Positive Psychology Primer
What is happiness?
Happiness is the experience of joy, contentment, or positive well-being, combined with a sense that one’s life is good, meaningful, and worthwhile.
Five Elements of Well-Being
Each of these five elements will be discussed in our next lesson.
Happiness is a thing and well-being is a construct. The five elements of well-being are positive emotion, engagement, relationships, meaning, and accomplishment.
Positive Emotion includes the feelings of joy, excitement, contentment, hope and warmth. There may be positive emotions relating to the past, present or future.
Engagement denotes deep involvement in a task or activity. One does not experience the passing of time. One experiences flow in sports, music and singing but one may also experience it in work, reading a book or in a good conversation.
We feel happy when we are among family and friends. The quality and depth of relationships in one’s life make it rich.
It’s connecting to something larger than life.
One strives for achievements in life as a source of happiness.
Each of these elements contributes to well-being. The good news is that each one of the above may be cultivated and developed to enhance level of well-being.
In this lesson, let us consider the happiness equation:
H = S + C + V
where H represents the enduring level of happiness, S is the set range, C is the circumstances of life and V represents the variables under our voluntary control.
ENDURING LEVEL OF HAPPINESS: H
The enduring level of happiness is different from momentary happiness. Momentary level of happiness may change with small burst of positive feelings.
SET RANGE: S
Almost 50% of our inherent happiness level is genetic. This means that we can only be as happy as our parents or grandparents. That is the set range of happiness.
Furthermore, there are two barriers to becoming happier:
The Happiness Thermostat:
Whether good fortune comes our way or misfortune strikes, the built-in happiness thermostat reverts us to our personal set range.
The Hedonic Treadmill:
This causes you to adapt to good things rapidly. As you accumulate material possessions and accomplishments, your expectations rise.
It’s possible, but sometimes impractical, to bring about increase in happiness level by changing life circumstances. Only 10% of our happiness depends on the circumstances of life.
Let us consider how some circumstances impact happiness:
Wealth is necessary for life satisfaction but, beyond a certain level, added wealth brings no further life satisfaction. People who value money more than other goals are less satisfied with their life.
Married people are happier than unmarried people.
Objective health is barely related to happiness; what matters is our subjective perception of how healthy we are. Moderate ill health does not lead to unhappiness but severe illness does.
Education, Climate, Race, and Gender:
None of them much matters for happiness.
Religious people are somewhat more happier and more satisfied with life than nonreligious people.
Place of stay:
To be happier, live in a wealthy democracy, not in an impoverished dictatorship.
FACTORS UNDER VOLUNTARY CONTROL: V
The good news is that 40% of happiness depends on factors under our voluntary control. If you decide to change them, and make the required efforts in the direction, your level of happiness is likely to increase lastingly.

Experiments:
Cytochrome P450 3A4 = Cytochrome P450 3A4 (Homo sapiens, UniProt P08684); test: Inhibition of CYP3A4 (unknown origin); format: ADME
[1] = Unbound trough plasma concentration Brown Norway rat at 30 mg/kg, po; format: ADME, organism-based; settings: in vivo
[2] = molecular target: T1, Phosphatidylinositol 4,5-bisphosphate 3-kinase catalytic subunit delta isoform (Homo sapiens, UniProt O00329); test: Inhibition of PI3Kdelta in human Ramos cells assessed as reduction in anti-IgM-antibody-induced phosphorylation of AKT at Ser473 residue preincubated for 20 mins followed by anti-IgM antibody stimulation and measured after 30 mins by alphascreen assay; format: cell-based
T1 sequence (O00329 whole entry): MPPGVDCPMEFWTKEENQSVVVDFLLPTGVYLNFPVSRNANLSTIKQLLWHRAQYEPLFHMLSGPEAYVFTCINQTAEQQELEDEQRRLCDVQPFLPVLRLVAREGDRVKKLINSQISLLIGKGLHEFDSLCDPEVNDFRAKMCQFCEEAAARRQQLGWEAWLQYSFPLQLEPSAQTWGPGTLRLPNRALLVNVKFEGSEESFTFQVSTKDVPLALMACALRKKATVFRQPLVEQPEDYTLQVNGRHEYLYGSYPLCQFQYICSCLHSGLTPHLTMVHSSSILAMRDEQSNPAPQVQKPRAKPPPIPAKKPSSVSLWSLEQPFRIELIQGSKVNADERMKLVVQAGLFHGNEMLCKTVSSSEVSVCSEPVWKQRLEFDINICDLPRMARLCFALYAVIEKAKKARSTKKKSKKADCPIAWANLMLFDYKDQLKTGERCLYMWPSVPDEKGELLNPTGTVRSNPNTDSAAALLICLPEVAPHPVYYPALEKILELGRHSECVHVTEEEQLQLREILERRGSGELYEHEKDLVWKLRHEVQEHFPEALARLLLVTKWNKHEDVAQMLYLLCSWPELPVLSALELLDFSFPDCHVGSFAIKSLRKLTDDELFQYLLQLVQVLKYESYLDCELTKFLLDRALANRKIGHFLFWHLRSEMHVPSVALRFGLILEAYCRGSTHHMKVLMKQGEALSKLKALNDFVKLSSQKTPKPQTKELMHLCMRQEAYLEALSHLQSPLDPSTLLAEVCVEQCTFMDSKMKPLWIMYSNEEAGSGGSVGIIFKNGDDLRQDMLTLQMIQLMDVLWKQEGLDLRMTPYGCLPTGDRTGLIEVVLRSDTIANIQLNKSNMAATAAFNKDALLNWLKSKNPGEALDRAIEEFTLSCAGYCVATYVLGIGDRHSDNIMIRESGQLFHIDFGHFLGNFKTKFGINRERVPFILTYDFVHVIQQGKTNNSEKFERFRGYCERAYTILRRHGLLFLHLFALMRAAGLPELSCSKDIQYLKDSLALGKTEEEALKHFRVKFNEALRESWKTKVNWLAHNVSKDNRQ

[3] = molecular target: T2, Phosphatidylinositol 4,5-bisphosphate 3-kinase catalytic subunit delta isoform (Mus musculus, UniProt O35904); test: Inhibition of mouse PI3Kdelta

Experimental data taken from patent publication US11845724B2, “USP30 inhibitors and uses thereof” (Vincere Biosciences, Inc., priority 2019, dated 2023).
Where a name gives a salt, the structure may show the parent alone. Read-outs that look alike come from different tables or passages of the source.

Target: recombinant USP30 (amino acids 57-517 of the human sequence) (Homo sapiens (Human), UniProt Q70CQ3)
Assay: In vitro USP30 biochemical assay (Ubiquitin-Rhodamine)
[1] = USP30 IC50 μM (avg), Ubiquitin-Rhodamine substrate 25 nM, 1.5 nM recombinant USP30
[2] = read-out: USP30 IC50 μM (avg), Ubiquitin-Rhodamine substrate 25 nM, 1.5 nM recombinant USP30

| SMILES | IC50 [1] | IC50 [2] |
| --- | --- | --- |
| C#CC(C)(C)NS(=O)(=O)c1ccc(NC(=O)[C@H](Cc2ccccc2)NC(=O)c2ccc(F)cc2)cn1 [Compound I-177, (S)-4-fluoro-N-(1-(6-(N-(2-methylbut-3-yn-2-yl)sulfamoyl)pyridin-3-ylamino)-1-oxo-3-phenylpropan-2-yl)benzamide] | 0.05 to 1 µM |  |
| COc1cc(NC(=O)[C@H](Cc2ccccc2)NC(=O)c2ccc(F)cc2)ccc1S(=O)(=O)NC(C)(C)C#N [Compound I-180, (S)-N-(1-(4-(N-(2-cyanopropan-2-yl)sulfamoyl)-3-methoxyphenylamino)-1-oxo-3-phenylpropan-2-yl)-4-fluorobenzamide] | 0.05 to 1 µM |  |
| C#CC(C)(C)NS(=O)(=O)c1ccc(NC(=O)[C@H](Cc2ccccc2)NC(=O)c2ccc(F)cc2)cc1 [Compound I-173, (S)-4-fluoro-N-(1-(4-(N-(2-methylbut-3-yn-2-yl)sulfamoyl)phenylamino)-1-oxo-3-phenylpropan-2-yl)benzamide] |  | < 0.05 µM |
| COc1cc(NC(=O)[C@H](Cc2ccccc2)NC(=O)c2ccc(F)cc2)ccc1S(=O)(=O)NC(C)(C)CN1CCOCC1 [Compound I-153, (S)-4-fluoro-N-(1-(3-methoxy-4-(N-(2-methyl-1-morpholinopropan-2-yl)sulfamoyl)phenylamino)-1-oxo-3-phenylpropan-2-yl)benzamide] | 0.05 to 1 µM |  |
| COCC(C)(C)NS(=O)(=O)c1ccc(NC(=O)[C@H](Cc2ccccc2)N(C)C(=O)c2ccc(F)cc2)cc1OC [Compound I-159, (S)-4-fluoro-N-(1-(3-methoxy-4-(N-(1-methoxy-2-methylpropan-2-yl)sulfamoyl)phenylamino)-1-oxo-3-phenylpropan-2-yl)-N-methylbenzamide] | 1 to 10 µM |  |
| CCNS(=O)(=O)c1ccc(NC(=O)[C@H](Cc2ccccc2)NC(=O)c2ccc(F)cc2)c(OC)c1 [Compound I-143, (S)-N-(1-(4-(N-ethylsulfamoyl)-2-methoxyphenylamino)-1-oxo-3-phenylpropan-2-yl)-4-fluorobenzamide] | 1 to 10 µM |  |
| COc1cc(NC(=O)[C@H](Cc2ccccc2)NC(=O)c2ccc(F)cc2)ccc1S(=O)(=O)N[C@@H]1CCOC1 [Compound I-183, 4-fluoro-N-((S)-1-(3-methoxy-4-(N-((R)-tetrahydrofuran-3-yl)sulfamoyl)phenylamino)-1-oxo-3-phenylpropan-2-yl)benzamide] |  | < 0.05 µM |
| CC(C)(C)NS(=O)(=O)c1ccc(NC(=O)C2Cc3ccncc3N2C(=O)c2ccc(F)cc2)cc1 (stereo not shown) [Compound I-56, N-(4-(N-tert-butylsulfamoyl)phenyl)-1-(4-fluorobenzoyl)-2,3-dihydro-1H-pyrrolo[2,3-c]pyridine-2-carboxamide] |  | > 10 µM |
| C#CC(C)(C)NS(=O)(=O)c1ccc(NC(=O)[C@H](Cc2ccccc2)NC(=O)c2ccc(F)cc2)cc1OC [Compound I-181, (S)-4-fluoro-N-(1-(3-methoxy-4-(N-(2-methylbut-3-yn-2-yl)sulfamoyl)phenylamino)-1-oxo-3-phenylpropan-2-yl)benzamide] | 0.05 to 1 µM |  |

Positive emotion - satisfaction about the past, optimism about the future and happiness in the present - may be enhanced with real effort. We will learn about happiness activities to reach upper levels of happiness in a subsequent chapter.
One thing I can say for sure – flow brings real happiness!
Flow is a state of joy, creativity and total involvement, in which problems seem to disappear and there is an exhilarating feeling of transcendence.
According to Mihaly Csikszentmihalyi, flow is what we feel when we are fully alive, involved with what we do, and in harmony with the environment around us. It is something that happens most easily when we sing, dance, do sports – but it can happen when we work, read a good book, or have a good conversation.
Engagement, or flow, is one of the strongest pillars around which Positive Psychology is built. Here, one is fully in the present, immersed in something worthwhile. For an auto-telic person, the experience becomes its own reward.
We each have the potential to experience flow, whether at work, at play or in our relationships.
As we know by now, 50% of happiness is in our genes, 10% depends on the circumstances of life and the rest 40% can be cultivated by us by taking up activities, intentionally and voluntarily, that bring joy and happiness.
These intentional activities we call Happiness Activities.
You can find activities that fit your interests, your values and your needs.
Let us classify and list a few activities to make it clear:
Everyone needs to spare time regularly for at least one activity to take care of the body, mind and soul. It may be aerobics, yoga, meditation, walking, or any of the physical exercises.
Stress is the major concern in modern life. One needs to learn how to cope with stress, trauma, and hardships of life.
Finding flow and living in the present is the surest path to authentic happiness. You can choose a happiness activity that helps you enhance flow experience.
You can enrich your life by developing positive relationships and by broadening social connections.
Committing to your goals and a committed goal pursuit leads to accomplishments, thus enhancing your happiness quotient.
You may want to enhance your positive emotions about the past by practicing gratitude or your positive emotions about the future by practicing optimism.
We will be taking up some proven happiness activities from each of these sections in our subsequent lessons.
(I will be away for about a month. So, the next lesson may appear after some gap. Be happy!)
Jagat Singh Bisht
Happiness & Well-Being